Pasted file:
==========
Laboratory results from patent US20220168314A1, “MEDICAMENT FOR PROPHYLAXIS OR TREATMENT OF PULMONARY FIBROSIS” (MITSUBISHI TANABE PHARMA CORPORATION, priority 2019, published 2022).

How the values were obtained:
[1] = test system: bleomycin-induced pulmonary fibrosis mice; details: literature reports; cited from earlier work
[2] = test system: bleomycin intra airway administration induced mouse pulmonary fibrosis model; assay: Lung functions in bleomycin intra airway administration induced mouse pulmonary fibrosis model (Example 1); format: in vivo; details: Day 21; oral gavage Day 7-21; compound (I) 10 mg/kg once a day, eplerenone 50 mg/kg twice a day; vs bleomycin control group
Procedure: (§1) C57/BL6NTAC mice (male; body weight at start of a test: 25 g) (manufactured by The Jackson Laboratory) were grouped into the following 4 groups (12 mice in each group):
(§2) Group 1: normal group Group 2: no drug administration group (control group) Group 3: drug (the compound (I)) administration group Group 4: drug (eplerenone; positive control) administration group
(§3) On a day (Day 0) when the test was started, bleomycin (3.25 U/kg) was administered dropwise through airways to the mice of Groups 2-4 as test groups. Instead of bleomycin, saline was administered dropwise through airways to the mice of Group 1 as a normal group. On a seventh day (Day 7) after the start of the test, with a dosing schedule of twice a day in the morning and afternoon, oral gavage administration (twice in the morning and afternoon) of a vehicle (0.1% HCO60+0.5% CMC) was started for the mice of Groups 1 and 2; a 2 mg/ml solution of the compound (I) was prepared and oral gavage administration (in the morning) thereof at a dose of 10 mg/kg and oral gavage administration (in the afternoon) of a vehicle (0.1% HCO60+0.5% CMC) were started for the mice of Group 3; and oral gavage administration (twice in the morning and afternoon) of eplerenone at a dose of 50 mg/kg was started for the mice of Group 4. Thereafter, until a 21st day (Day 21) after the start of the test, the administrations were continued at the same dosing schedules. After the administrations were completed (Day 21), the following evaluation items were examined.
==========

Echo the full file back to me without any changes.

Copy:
Laboratory results from patent US20220168314A1, “MEDICAMENT FOR PROPHYLAXIS OR TREATMENT OF PULMONARY FIBROSIS” (MITSUBISHI TANABE PHARMA CORPORATION, priority 2019, published 2022).

How the values were obtained:
[1] = test system: bleomycin-induced pulmonary fibrosis mice; details: literature reports; cited from earlier work
[2] = test system: bleomycin intra airway administration induced mouse pulmonary fibrosis model; assay: Lung functions in bleomycin intra airway administration induced mouse pulmonary fibrosis model (Example 1); format: in vivo; details: Day 21; oral gavage Day 7-21; compound (I) 10 mg/kg once a day, eplerenone 50 mg/kg twice a day; vs bleomycin control group
Procedure: (§1) C57/BL6NTAC mice (male; body weight at start of a test: 25 g) (manufactured by The Jackson Laboratory) were grouped into the following 4 groups (12 mice in each group):
(§2) Group 1: normal group Group 2: no drug administration group (control group) Group 3: drug (the compound (I)) administration group Group 4: drug (eplerenone; positive control) administration group
(§3) On a day (Day 0) when the test was started, bleomycin (3.25 U/kg) was administered dropwise through airways to the mice of Groups 2-4 as test groups. Instead of bleomycin, saline was administered dropwise through airways to the mice of Group 1 as a normal group. On a seventh day (Day 7) after the start of the test, with a dosing schedule of twice a day in the morning and afternoon, oral gavage administration (twice in the morning and afternoon) of a vehicle (0.1% HCO60+0.5% CMC) was started for the mice of Groups 1 and 2; a 2 mg/ml solution of the compound (I) was prepared and oral gavage administration (in the morning) thereof at a dose of 10 mg/kg and oral gavage administration (in the afternoon) of a vehicle (0.1% HCO60+0.5% CMC) were started for the mice of Group 3; and oral gavage administration (twice in the morning and afternoon) of eplerenone at a dose of 50 mg/kg was started for the mice of Group 4. Thereafter, until a 21st day (Day 21) after the start of the test, the administrations were continued at the same dosing schedules. After the administrations were completed (Day 21), the following evaluation items were examined.